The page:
After 25 years as a psychotherapist, you recently founded the nonprofit Before I Go Solutions. What prompted this decision?
After my husband died of cancer in 2011, and everything changed, I always knew I would write about what had been the most devastating experience in my life yet. I had been a blogger as a small business coach and writing was a way of processing things for myself. Sure enough, about 2 1/2 years later, I literally woke up one morning knowing now was the time to start writing a book about our last year together, the first year of grieving, and what happened thereafter.
The result was Gifted By Grief: A True Story of Cancer, Loss and Rebirth. I could never have imagined that readers would respond to the chapter where I had written about the questions I had asked my husband before he died. These were pretty hard-hitting things like “What kind of coffin do you want,” “What are your passwords,” and ‘how do you want your body to be dressed.” I only asked him these because a friend kept pestering me to do it. But when I did eventually pluck up the courage, believe it or not, we did actually have an enjoyable time doing it! It felt like just another project we were doing together, and we were very good at doing those in our 20-year marriage.
These questions became the foundation for my latest book, Before I Go: The Essential Guide to Creating a Good End of Life Plan, and the birth of Before I Go Solutions, where we help people to actually create their end-of-life plans. (And they need help—most people think this is a great idea but never actually get round to doing it without help!)
What are the biggest challenges you see in families struggling with the death of a loved one?
Not talking enough about it all. We somehow find grief to be difficult; we tiptoe around those who are bereaved, afraid of making things worse (but remember, the worst has already happened). People literally do cross the road to avoid us; others “pooh pooh” the idea of talking about death, calling us morbid, or stating that it’s too soon to think about this sort of thing. But not talking about when someone dies can easily make it worse, almost as if the person had never lived.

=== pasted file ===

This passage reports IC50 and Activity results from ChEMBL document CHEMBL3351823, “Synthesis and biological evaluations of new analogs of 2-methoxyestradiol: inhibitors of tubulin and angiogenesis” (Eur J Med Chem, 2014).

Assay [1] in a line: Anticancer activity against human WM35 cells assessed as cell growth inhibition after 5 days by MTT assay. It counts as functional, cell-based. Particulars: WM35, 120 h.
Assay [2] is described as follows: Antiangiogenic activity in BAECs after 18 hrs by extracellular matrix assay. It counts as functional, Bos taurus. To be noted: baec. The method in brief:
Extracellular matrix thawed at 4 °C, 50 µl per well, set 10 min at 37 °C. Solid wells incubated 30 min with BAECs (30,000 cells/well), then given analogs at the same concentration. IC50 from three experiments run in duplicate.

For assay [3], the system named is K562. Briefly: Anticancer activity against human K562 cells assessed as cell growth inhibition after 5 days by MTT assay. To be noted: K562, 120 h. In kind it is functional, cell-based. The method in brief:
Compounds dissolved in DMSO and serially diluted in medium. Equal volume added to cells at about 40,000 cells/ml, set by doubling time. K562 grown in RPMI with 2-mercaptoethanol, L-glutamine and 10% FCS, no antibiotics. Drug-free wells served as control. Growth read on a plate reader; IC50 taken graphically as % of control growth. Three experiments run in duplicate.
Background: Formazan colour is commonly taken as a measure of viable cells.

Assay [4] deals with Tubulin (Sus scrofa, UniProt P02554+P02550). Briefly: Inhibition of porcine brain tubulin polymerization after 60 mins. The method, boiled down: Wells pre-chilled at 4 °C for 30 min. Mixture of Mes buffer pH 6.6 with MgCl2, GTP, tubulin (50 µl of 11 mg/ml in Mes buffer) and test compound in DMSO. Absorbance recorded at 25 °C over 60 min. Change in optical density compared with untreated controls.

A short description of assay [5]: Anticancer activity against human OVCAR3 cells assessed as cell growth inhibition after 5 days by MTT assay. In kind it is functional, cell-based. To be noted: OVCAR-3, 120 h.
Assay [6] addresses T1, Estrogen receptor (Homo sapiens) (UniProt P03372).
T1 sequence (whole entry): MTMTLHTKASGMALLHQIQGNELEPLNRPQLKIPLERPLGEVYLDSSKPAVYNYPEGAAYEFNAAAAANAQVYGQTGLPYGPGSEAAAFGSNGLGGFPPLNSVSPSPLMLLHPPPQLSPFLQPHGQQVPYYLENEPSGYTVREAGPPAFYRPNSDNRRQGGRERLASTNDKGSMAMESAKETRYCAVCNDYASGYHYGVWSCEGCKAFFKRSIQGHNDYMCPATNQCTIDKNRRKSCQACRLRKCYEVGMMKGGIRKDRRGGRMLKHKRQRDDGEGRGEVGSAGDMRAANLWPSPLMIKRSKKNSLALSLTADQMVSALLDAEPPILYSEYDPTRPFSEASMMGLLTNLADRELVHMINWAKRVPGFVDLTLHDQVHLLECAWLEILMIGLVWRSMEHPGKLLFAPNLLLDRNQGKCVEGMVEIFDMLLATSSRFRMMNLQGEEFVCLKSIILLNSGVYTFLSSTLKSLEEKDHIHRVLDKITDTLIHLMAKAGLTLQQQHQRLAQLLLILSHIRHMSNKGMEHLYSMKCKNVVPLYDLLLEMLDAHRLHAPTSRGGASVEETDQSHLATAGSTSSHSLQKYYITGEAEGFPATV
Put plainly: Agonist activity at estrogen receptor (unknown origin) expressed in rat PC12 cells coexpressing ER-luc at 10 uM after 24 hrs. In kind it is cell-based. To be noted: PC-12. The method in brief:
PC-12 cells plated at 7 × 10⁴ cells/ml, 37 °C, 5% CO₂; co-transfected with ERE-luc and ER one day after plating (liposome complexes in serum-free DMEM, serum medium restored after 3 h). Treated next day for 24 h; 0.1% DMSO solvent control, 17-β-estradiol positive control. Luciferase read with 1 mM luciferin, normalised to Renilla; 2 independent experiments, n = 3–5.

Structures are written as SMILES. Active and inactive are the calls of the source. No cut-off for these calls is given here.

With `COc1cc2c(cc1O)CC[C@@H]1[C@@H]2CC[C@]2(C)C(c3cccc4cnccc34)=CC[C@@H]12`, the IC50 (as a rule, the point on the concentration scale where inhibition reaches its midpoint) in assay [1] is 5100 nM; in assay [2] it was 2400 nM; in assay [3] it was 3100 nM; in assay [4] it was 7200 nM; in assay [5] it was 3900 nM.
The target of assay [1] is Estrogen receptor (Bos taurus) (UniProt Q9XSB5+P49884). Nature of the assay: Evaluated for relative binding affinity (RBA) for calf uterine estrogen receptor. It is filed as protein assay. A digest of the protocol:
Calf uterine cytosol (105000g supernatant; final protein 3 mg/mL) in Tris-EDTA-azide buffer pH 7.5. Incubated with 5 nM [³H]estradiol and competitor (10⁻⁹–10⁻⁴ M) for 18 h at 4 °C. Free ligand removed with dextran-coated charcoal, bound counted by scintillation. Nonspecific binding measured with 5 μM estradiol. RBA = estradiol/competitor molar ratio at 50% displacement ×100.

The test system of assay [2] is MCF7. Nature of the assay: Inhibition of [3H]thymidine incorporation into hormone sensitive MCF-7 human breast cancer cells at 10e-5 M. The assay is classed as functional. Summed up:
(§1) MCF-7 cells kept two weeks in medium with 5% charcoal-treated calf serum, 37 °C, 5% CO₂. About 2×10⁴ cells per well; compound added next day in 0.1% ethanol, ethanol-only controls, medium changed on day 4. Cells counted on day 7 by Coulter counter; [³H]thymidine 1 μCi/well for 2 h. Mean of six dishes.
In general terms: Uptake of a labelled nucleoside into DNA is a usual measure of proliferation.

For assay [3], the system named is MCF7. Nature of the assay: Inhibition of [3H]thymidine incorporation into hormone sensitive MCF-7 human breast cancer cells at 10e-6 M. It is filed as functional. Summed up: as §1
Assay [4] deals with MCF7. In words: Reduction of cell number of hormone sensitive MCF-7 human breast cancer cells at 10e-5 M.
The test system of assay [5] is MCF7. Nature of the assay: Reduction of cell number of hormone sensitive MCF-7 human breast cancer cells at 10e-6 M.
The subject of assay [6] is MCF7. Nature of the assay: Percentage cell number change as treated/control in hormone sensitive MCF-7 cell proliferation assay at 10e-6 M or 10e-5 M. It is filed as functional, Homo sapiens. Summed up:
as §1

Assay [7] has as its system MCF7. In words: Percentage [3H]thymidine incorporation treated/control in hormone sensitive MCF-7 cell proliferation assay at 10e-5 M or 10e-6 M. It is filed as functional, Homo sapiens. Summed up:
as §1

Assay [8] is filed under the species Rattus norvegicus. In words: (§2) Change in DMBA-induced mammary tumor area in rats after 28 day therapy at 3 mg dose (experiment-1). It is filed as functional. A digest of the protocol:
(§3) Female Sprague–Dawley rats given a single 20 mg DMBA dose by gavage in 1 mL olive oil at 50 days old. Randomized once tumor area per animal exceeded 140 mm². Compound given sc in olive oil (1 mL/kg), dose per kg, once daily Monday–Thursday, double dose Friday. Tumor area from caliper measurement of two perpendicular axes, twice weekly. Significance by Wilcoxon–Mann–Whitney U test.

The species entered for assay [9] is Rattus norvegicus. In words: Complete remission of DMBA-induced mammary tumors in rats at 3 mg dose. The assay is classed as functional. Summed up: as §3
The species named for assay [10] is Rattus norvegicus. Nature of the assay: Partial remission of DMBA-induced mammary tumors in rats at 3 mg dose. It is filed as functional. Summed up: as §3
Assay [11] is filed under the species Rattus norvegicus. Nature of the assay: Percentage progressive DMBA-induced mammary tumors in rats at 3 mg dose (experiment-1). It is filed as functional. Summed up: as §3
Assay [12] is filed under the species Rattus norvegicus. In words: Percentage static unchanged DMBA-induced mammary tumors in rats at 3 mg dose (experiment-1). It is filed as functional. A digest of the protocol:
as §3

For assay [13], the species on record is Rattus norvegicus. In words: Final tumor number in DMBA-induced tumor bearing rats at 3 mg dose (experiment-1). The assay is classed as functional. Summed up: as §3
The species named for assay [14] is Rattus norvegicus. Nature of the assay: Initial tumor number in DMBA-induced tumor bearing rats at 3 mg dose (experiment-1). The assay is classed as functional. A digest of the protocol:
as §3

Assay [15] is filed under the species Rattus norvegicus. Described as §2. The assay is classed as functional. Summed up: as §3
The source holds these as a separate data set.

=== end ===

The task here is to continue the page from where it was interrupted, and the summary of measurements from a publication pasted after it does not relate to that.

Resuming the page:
What opportunities do you see to reframe the conversation and promote healing?
It’s all about context. Whenever someone in your family or local community dies, an opportunity is presented to talk about what you yourself would like for a funeral; or to discuss how to get support to make a will; or what would you do if you were diagnosed with a terminal diagnosis. It takes one person with courage to introduce this kind of subject but often it unleashes in others a desire to tell their stories about end of life, in whatever way that is. I think we secretly do want to talk more about this, as evidenced by the numerous stories I hear. Talking is the precursor to being able to make decisions about what one wants, and to communicate that in writing, so that later, after you have died, your family and friends have many fewer headaches when it comes to dealing with the aftermath.